Air to give to those lads who are now required to do this work, an opportunity to show their ability in other directions. I believe that attention to matters of this sort would lead to a better flow of recruits than there has been up to the moment.

Senator DARCEY:

– The best advice thatI can give to the Government is that the necessary credits for the prosecution of the war be obtainedthrough, our great Commonwealth Bank. I am induced to this belief by the answer which was given to a question that I asked in connexion with the matter. My question was -

Is it a fact that the findings of theRoyal Commission on Banking. show that the Commonwealth Bank can lend interest-free money to the Government?

The reply that I received from the Minister representing the Treasurer was that the Commonwealth Bank was so empowered. Therefore, the Commonwealth, should not continue to raise money from private banking institutions to aninsupportable amount, and thus burdenthe people with a tremendous interest bill.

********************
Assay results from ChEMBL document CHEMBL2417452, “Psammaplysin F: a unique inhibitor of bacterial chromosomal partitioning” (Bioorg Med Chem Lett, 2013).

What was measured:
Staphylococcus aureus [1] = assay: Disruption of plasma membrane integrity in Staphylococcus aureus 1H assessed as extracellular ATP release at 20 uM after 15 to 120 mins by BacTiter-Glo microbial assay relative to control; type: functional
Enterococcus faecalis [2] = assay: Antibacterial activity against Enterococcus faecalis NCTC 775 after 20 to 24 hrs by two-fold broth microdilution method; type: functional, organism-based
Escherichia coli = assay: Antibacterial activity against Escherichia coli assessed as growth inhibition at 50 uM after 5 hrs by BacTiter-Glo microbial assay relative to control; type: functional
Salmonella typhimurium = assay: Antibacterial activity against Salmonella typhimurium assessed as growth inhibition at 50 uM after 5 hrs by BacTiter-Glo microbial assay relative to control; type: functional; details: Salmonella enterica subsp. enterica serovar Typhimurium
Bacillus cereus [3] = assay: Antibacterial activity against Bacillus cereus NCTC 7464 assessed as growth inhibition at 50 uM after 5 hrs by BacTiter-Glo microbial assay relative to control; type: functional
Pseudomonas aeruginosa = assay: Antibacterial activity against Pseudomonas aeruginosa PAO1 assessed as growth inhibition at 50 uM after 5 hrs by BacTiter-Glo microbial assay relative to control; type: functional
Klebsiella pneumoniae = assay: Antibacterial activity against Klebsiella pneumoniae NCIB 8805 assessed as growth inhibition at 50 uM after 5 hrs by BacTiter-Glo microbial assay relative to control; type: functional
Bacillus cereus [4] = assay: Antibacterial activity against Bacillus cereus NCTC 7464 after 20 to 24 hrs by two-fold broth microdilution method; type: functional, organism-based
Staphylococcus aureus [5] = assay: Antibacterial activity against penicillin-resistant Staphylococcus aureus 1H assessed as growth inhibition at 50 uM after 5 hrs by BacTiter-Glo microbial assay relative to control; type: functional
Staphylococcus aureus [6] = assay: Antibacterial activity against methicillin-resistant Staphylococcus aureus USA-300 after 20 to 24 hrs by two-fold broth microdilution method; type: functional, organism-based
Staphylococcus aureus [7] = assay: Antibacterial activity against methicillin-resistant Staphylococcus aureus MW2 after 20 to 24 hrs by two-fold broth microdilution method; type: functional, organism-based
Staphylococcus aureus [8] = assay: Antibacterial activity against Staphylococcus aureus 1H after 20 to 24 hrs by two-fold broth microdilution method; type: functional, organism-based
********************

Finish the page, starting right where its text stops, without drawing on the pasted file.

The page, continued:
My friend Senator Herbert Hays asked my leader (Senator Collings) this afternoon- what the “new order” was to be. I shall quote words uttered in New. York by the Prime Minister (Mr. Menzies), in order to enlighten the honorable senator. Mr. Menzies said; -

There will never he in our lifetime extreme riches and poverty. Whatever the outcomeof the war the world, as we know it, has gone for ever, and the new world will be very unlike . the last..

Some two years ago, before the war commenced, I. read in this chamber a statement under the caption “Warning! Europe.” It was a complete statement of the European situation. I believe that warcould have been averted at that time, had the people known, who were to be the greatest beneficiaries from it. I quote the Prime Minister of Great Britain in the following terms-: -